The math estimated that the amount of sulfur in the soil would go up by 87.94 ppm. This is because I applied a lot of sulfur. In reality, it actually went down! Where did all this sulfur go? Probably leached.

I also estimated that the amount of Ca would go up by 28 ppm when it actually went down by 17 ppm. Again, there is a huge loss here which means one thing. Waste. I am basically throwing my money away if the calcium applied was intended to go into the soil for the plant to use. Maybe the calcium applied was taken up by the plant leaves? I doubt that because it was applied as 2 heavy granular gypsum applications. I bet most of it was either leached or washed off the surface of the turf or picked up by the mowers. Gone. Either way, it was not held by the soil.

So with all the waste in 2014 I set out to reduce that waste in 2015. This is why I applied so little fertilizer. If it was in the soil, it would make no difference to the plant, and the soil tests if I applied that type of fertilizer. This is the basic concept with the MLSN guidelines. Only apply fertilizer if it is needed. With this math, you can determine how much you will need to stay above the guidelines and ensure that your grass has all the nutrients it needs to be healthy and awesome.

In 2015 I still applied lots of S as it is a component of some of the fertilizer I apply such as ammonium sulfate and potassium sulfate. Therefore I get it whether I need it or not. The fact is that I like the S but not from a fertilizer standpoint. I like it because of its acidifying and anti-fungal properties.

So there you have it. A useful way to look at where the fertilizer you apply goes and if it actually makes a difference. A single soil test is a useful snapshot to see what is currently there, but comparing soil tests over the years with theoretical plant uptake numbers can help you understand how efficient your fertilizer practices really are. Eliminate waste, save money and reduce the potential impacts your fertilizer use has on the surrounding environment.




Tuesday, 10 November 2015

Fertilizer 2015: More reductions in quantity, not quality

Total fertilizer applied per year
For the past few years I have made big reductions in fertlizer use on my golf course. How? I started using the MLSN guidelines and based my fertilizer applications more or less on the temperature based growth potential model. If there is enough of an element in the soil, I don't apply it. Plain and simple and it works. Where I used to have a fertilizer program, I now apply it as needed based on the weather and conditions I am trying to produce.

What are those conditions? Good healthy grass that grows as slow as possible while putting up with the traffic and other stresses that it is subjected to.

A lot of focus is always on pesticide use but the misuse of fertilizer could probably be said to contribute more to pollution and adverse health effects than pesticides so therefore it is important to me to only apply the amount that is absolutely needed. No more.

This year we had a warmer than normal summer. The growth potential hovered at near 100% for 4 months where it normally only does so for 2 months. I did, however, adjust my growth potential formula for bentgrass over poa. Essentially I made the ideal temperature warmer (20c) and the ideal amount of nitrogen per month down (3.5g/m2/month). This was from an ideal temp of 18C and ideal nitrogen amount of 4g/m2/month. So even despite the prolonged summer and very stressful conditions, I still was able to reduce my fertilizer use on greens by almost 40% by weight.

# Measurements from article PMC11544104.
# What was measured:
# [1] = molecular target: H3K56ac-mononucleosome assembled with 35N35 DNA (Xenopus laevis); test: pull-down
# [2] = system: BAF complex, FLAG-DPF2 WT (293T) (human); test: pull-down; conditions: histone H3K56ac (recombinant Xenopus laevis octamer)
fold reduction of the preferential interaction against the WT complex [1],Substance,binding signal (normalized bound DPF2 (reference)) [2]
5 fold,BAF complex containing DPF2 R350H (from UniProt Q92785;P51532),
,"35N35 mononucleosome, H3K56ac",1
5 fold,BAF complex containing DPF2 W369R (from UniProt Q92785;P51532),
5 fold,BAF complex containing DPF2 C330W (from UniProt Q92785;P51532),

total Kg fertilizer applied to course.
Why did I make these changes? Well I had heard of others with similar turf species going that low, so I thought that if they could do it why couldn't I? I made a few adjustments to my GP formula and voila. I first talked about this on my post about aeration.

Surely such a huge reduction would have a noticeable impact, right? Well if there was one I couldn't figure out what it was. Maybe the only difference has been less thatch on my fairways, smoother firmer greens, less disease, less water use, and more rocks poking through the thatch! These are all just casual observations but seriously, things have never been better.

Now was I using more expensive products to achieve these reductions? You tell me.



Yeah, that a reductions of 40% as well. Interesting. You mean you don't have to spend more to apply less?

So what exactly did I apply this year?
Fertilizer added in 2015
Now you might be thinking, yeah, he just used more concentrated fertilizer to get low numbers. I have been using these fertilizer sources starting in 2009. No, I simply applied 40% less (or more than that) of each individual nutrient. 
Nutrients applied in 2014
Greens: 80% of growth potential rates at 20C and 3.5g N/m2/month, MLSN Guidelines, applied weekly during growing season

Tees: 75% of what is applied on greens as the clippings are returned. MLSN Guidelines, applied monthly

Fairways: Not much. applied every 3 weeks through growing season, monthly in shoulder season

The source of nutrients that I used this year are, urea, ammonium sulfate, potassium sulfate, monopotassium phosphate, iron sulfate, potassium phosphite, monoammonium phosphite.